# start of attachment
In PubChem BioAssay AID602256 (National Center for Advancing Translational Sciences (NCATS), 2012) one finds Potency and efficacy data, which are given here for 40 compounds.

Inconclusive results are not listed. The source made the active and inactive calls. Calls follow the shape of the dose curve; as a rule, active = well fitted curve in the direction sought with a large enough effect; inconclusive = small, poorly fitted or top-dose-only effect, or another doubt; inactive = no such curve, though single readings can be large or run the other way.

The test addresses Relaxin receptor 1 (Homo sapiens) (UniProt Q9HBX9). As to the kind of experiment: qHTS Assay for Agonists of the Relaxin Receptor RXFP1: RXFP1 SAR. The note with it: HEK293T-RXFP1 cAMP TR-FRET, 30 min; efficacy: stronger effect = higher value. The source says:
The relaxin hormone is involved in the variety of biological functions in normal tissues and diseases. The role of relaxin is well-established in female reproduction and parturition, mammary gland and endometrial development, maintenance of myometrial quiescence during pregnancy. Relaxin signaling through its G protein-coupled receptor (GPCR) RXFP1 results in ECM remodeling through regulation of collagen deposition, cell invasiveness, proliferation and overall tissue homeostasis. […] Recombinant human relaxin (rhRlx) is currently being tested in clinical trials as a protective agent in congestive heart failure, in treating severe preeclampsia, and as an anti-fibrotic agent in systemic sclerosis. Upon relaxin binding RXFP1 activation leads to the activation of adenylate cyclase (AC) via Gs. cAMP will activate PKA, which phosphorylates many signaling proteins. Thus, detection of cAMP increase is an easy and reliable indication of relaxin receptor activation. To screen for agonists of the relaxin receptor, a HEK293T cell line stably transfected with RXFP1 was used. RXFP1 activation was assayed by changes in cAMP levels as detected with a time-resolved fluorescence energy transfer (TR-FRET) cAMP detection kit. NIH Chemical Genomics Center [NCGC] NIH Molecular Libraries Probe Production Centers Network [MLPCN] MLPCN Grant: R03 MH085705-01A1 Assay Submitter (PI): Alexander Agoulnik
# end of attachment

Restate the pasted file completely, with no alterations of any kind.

In PubChem BioAssay AID602256 (National Center for Advancing Translational Sciences (NCATS), 2012) one finds Potency and efficacy data, which are given here for 40 compounds.

Inconclusive results are not listed. The source made the active and inactive calls. Calls follow the shape of the dose curve; as a rule, active = well fitted curve in the direction sought with a large enough effect; inconclusive = small, poorly fitted or top-dose-only effect, or another doubt; inactive = no such curve, though single readings can be large or run the other way.

The test addresses Relaxin receptor 1 (Homo sapiens) (UniProt Q9HBX9). As to the kind of experiment: qHTS Assay for Agonists of the Relaxin Receptor RXFP1: RXFP1 SAR. The note with it: HEK293T-RXFP1 cAMP TR-FRET, 30 min; efficacy: stronger effect = higher value. The source says:
The relaxin hormone is involved in the variety of biological functions in normal tissues and diseases. The role of relaxin is well-established in female reproduction and parturition, mammary gland and endometrial development, maintenance of myometrial quiescence during pregnancy. Relaxin signaling through its G protein-coupled receptor (GPCR) RXFP1 results in ECM remodeling through regulation of collagen deposition, cell invasiveness, proliferation and overall tissue homeostasis. […] Recombinant human relaxin (rhRlx) is currently being tested in clinical trials as a protective agent in congestive heart failure, in treating severe preeclampsia, and as an anti-fibrotic agent in systemic sclerosis. Upon relaxin binding RXFP1 activation leads to the activation of adenylate cyclase (AC) via Gs. cAMP will activate PKA, which phosphorylates many signaling proteins. Thus, detection of cAMP increase is an easy and reliable indication of relaxin receptor activation. To screen for agonists of the relaxin receptor, a HEK293T cell line stably transfected with RXFP1 was used. RXFP1 activation was assayed by changes in cAMP levels as detected with a time-resolved fluorescence energy transfer (TR-FRET) cAMP detection kit. NIH Chemical Genomics Center [NCGC] NIH Molecular Libraries Probe Production Centers Network [MLPCN] MLPCN Grant: R03 MH085705-01A1 Assay Submitter (PI): Alexander Agoulnik